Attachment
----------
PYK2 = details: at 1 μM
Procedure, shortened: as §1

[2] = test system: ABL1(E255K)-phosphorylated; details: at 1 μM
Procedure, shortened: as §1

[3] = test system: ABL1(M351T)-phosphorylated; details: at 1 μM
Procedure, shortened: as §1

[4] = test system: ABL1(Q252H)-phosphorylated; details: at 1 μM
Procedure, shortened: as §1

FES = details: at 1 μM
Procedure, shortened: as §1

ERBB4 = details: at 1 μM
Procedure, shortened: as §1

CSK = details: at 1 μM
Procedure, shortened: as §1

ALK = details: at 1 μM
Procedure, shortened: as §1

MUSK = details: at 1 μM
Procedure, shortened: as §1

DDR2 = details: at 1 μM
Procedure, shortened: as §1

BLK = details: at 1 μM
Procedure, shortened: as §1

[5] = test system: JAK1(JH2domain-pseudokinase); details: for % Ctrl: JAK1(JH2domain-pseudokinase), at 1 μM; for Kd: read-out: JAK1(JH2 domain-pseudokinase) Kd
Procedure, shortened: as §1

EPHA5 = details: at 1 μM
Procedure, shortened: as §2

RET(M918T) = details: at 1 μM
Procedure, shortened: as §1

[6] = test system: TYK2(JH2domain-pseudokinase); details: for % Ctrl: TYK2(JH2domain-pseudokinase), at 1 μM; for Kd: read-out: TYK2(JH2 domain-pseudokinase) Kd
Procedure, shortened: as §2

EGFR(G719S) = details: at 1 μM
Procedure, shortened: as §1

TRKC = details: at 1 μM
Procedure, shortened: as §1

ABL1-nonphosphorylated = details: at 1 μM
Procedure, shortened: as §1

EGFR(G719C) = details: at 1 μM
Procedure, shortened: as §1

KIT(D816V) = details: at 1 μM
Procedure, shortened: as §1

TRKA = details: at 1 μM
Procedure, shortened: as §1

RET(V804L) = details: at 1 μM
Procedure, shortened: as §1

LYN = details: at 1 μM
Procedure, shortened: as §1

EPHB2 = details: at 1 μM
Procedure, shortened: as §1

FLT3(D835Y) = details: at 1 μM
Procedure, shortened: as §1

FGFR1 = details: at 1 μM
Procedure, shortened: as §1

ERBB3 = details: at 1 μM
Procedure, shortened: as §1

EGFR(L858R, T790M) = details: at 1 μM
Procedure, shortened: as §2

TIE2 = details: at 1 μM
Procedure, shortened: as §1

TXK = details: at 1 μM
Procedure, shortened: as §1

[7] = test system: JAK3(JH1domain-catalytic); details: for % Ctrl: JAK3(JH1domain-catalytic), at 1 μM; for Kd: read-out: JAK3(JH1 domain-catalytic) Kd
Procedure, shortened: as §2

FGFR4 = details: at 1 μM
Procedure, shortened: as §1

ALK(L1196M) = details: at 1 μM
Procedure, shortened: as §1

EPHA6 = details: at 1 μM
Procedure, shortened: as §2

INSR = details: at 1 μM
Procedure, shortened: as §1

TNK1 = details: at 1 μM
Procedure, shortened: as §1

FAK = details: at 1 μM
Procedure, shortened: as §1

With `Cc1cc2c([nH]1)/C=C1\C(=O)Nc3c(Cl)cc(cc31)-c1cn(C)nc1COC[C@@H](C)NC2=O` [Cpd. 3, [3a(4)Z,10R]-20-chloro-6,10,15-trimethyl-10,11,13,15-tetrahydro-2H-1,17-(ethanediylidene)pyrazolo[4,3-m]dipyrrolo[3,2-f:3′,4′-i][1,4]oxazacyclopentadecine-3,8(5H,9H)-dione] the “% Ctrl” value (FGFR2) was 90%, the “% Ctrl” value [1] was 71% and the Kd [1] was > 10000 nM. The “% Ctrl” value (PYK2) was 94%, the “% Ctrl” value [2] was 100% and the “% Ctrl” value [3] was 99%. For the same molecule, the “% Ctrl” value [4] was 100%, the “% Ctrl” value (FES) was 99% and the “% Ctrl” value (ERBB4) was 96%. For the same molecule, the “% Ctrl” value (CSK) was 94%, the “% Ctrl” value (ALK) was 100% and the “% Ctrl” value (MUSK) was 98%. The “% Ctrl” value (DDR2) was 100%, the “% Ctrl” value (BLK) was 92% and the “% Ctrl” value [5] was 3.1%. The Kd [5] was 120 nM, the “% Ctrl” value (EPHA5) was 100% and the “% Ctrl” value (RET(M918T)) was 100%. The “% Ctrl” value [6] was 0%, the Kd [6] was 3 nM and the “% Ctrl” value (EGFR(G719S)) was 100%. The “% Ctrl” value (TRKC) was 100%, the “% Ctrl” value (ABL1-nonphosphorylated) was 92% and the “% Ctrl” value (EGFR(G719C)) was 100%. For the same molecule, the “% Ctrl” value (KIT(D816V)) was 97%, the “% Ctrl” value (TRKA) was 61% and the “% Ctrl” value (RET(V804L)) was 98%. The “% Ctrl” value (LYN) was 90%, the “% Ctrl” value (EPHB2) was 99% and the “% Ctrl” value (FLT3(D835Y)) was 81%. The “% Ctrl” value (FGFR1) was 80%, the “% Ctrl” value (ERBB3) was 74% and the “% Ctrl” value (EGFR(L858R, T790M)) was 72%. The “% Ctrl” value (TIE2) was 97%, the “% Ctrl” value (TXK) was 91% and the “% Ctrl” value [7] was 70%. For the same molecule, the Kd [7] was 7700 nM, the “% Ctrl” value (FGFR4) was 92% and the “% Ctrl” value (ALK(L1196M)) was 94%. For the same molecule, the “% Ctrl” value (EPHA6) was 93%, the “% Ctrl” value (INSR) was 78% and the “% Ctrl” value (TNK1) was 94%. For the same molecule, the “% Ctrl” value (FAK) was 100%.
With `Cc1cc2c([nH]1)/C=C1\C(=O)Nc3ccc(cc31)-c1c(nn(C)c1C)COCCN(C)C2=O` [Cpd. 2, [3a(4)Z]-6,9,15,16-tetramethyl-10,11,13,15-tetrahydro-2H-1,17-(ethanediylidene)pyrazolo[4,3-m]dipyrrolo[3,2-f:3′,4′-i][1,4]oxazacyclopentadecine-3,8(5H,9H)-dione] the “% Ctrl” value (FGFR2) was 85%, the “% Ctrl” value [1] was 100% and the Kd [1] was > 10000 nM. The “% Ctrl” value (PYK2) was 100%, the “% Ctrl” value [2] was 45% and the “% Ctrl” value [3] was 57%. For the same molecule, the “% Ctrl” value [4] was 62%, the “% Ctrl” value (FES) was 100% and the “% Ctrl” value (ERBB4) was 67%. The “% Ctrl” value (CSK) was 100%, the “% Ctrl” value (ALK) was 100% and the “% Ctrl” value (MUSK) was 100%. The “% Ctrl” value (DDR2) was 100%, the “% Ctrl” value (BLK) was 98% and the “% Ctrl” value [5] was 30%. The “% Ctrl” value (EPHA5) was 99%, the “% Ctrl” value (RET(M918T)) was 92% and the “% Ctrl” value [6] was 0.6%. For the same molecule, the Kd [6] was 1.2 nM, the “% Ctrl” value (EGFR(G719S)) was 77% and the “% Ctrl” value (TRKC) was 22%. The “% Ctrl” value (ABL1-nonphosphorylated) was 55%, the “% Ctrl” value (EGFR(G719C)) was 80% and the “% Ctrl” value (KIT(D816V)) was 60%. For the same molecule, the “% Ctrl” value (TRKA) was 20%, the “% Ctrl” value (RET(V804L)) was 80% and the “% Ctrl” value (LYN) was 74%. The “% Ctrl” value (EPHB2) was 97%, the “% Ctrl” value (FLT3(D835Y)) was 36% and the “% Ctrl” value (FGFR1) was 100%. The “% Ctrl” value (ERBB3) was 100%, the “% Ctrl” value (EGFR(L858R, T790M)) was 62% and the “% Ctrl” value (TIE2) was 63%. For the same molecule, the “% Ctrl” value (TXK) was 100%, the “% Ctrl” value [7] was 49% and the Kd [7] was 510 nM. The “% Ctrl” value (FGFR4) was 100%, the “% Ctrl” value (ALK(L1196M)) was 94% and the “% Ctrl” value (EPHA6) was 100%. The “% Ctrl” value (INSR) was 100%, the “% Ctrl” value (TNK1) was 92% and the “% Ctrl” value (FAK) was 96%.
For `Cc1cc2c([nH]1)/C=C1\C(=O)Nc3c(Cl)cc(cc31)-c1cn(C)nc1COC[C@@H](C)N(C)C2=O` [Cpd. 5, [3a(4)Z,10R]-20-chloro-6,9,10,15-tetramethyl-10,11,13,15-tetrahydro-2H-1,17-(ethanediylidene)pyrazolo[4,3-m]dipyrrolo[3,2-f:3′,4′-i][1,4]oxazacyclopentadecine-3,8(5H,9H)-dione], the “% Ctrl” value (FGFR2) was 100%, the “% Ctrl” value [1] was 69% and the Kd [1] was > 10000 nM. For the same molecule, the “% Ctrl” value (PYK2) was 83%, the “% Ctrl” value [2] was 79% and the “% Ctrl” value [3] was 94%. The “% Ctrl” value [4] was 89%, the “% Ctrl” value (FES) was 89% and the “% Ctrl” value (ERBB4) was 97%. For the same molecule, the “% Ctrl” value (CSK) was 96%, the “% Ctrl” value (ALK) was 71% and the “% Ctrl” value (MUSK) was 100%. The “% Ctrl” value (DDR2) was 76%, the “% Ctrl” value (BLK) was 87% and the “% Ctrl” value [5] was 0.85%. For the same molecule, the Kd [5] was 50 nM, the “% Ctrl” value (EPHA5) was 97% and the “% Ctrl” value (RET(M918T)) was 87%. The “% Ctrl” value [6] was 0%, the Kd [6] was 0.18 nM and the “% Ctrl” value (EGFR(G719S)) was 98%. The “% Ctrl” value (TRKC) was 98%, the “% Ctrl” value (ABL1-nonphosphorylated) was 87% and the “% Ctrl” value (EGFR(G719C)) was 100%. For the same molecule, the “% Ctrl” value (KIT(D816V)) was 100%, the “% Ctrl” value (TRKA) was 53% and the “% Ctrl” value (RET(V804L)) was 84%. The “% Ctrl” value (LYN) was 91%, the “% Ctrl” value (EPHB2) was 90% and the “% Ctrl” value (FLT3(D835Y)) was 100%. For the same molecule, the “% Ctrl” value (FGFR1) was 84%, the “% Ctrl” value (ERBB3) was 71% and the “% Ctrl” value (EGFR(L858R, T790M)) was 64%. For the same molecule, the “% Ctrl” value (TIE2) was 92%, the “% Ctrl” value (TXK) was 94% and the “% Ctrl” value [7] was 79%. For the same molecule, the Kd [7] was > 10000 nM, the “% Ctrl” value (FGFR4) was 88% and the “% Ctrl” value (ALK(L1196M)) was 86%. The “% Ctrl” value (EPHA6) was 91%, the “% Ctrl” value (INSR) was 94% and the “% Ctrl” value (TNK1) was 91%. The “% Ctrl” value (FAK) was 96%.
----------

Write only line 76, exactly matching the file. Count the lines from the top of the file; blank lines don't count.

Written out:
With `Cc1cc2c([nH]1)/C=C1\C(=O)Nc3ccc(cc31)-c1c(nn(C)c1C)COCCN(C)C2=O` [Cpd. 2, [3a(4)Z]-6,9,15,16-tetramethyl-10,11,13,15-tetrahydro-2H-1,17-(ethanediylidene)pyrazolo[4,3-m]dipyrrolo[3,2-f:3′,4′-i][1,4]oxazacyclopentadecine-3,8(5H,9H)-dione] the “% Ctrl” value (FGFR2) was 85%, the “% Ctrl” value [1] was 100% and the Kd [1] was > 10000 nM. The “% Ctrl” value (PYK2) was 100%, the “% Ctrl” value [2] was 45% and the “% Ctrl” value [3] was 57%. For the same molecule, the “% Ctrl” value [4] was 62%, the “% Ctrl” value (FES) was 100% and the “% Ctrl” value (ERBB4) was 67%. The “% Ctrl” value (CSK) was 100%, the “% Ctrl” value (ALK) was 100% and the “% Ctrl” value (MUSK) was 100%. The “% Ctrl” value (DDR2) was 100%, the “% Ctrl” value (BLK) was 98% and the “% Ctrl” value [5] was 30%. The “% Ctrl” value (EPHA5) was 99%, the “% Ctrl” value (RET(M918T)) was 92% and the “% Ctrl” value [6] was 0.6%. For the same molecule, the Kd [6] was 1.2 nM, the “% Ctrl” value (EGFR(G719S)) was 77% and the “% Ctrl” value (TRKC) was 22%. The “% Ctrl” value (ABL1-nonphosphorylated) was 55%, the “% Ctrl” value (EGFR(G719C)) was 80% and the “% Ctrl” value (KIT(D816V)) was 60%. For the same molecule, the “% Ctrl” value (TRKA) was 20%, the “% Ctrl” value (RET(V804L)) was 80% and the “% Ctrl” value (LYN) was 74%. The “% Ctrl” value (EPHB2) was 97%, the “% Ctrl” value (FLT3(D835Y)) was 36% and the “% Ctrl” value (FGFR1) was 100%. The “% Ctrl” value (ERBB3) was 100%, the “% Ctrl” value (EGFR(L858R, T790M)) was 62% and the “% Ctrl” value (TIE2) was 63%. For the same molecule, the “% Ctrl” value (TXK) was 100%, the “% Ctrl” value [7] was 49% and the Kd [7] was 510 nM. The “% Ctrl” value (FGFR4) was 100%, the “% Ctrl” value (ALK(L1196M)) was 94% and the “% Ctrl” value (EPHA6) was 100%. The “% Ctrl” value (INSR) was 100%, the “% Ctrl” value (TNK1) was 92% and the “% Ctrl” value (FAK) was 96%.